Planning & Environment

The Court of Session has upheld the decision by Moray Council to vary the planning permission for the Springfield Retail Park in Elgin, from bulky goods to non food retail (Robertson Property Limited v Moray Council).

This is the latest in a series of failed legal challenges: Dundee, East Kilbride, and Tain.

The approach taken by the Court is familiar from those previous cases: the application of the sequential test is a matter for the planning judgment of the decision-maker, and the court will be reluctant to intervene; also, the committee report has to be read as a whole.

Points of interest:

  • the committee hearing was an opportunity to discuss and challenge the contents of the committee report, so the petitioners could not complain to the Court about an alleged misdirection in the committee report, which they had not mentioned at the committee hearing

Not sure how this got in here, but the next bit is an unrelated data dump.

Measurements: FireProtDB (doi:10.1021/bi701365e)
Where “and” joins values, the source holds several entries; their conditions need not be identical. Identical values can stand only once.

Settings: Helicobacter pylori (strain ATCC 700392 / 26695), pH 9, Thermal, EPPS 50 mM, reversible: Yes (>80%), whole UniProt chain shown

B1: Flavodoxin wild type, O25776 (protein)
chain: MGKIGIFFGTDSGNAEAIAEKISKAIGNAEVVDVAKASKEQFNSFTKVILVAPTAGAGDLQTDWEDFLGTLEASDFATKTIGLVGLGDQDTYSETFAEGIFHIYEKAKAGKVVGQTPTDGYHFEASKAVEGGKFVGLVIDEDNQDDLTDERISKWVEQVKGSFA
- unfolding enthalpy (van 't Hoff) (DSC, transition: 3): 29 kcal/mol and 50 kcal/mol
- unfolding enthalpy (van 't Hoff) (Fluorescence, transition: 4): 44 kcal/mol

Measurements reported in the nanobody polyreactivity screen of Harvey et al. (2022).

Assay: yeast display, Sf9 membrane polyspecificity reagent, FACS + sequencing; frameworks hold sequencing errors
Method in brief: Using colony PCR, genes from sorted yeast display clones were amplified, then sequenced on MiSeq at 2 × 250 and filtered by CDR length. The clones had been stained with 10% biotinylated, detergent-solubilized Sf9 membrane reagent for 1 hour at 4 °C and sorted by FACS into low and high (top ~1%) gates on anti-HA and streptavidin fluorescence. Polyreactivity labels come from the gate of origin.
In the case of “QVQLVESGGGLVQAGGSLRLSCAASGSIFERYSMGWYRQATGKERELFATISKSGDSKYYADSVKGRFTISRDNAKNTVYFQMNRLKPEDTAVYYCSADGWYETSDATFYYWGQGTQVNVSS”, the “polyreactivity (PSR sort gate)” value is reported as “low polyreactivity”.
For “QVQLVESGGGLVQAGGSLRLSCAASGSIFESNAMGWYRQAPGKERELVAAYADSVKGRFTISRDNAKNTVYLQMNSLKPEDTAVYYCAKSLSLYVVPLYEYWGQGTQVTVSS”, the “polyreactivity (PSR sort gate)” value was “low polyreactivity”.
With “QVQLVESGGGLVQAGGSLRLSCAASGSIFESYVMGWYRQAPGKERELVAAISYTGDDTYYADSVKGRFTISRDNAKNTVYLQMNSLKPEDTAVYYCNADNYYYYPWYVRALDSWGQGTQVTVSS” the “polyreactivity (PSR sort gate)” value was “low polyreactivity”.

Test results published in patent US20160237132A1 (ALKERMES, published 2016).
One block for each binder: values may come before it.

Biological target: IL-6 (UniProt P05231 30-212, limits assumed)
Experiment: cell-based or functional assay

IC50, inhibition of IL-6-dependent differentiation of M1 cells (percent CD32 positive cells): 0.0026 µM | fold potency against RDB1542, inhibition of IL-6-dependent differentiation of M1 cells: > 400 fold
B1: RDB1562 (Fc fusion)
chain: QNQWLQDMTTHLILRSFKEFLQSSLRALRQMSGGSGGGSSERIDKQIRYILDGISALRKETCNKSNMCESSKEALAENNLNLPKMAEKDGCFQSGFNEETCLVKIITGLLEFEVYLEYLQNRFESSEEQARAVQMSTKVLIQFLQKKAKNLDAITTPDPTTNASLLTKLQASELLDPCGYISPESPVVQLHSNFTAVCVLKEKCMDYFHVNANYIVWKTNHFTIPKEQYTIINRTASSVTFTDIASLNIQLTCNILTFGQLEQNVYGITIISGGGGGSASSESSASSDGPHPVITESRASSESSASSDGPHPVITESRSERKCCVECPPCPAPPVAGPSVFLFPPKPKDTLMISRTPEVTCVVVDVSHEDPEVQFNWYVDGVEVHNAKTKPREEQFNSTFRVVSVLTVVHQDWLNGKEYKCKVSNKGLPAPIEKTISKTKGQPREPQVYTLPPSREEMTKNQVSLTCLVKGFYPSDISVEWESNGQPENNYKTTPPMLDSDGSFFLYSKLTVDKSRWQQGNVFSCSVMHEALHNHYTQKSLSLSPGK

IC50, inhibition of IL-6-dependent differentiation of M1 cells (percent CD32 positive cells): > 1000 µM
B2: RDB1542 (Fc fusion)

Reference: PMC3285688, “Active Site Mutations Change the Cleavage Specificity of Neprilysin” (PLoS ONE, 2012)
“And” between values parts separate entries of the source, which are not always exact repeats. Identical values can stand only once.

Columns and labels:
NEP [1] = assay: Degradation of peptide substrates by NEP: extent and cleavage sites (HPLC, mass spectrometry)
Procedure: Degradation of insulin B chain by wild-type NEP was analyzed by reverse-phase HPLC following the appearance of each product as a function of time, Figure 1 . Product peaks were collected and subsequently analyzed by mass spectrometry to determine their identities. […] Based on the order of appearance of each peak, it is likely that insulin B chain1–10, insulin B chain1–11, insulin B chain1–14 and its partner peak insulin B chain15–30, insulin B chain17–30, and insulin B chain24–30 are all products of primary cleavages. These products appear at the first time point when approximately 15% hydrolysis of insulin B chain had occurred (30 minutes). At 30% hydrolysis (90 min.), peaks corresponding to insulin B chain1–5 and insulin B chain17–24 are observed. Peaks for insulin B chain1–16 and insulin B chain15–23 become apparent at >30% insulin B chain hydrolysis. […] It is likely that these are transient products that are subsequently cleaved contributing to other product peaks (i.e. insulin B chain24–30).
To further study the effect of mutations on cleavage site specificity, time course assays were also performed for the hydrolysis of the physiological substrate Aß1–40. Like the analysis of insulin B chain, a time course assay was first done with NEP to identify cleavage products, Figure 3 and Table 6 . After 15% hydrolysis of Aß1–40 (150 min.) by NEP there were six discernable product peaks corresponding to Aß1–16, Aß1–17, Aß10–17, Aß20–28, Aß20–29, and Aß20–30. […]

• the committee were entitled to proceed on the basis that they had sufficient information and knowledge about alternative locations, without insisting that a separate analysis of these be carried out by the applicant
  • it makes sense for cumulative retail impact to be assessed on the basis of committed developments, for which planning permission has been granted, rather than trying to factor in developments for which permission might be granted in the future
  • it is undesirable for the court to construe comments by councillors in the somewhat microscopic manner reflected in the petitioner’s’ argument
Neil Collar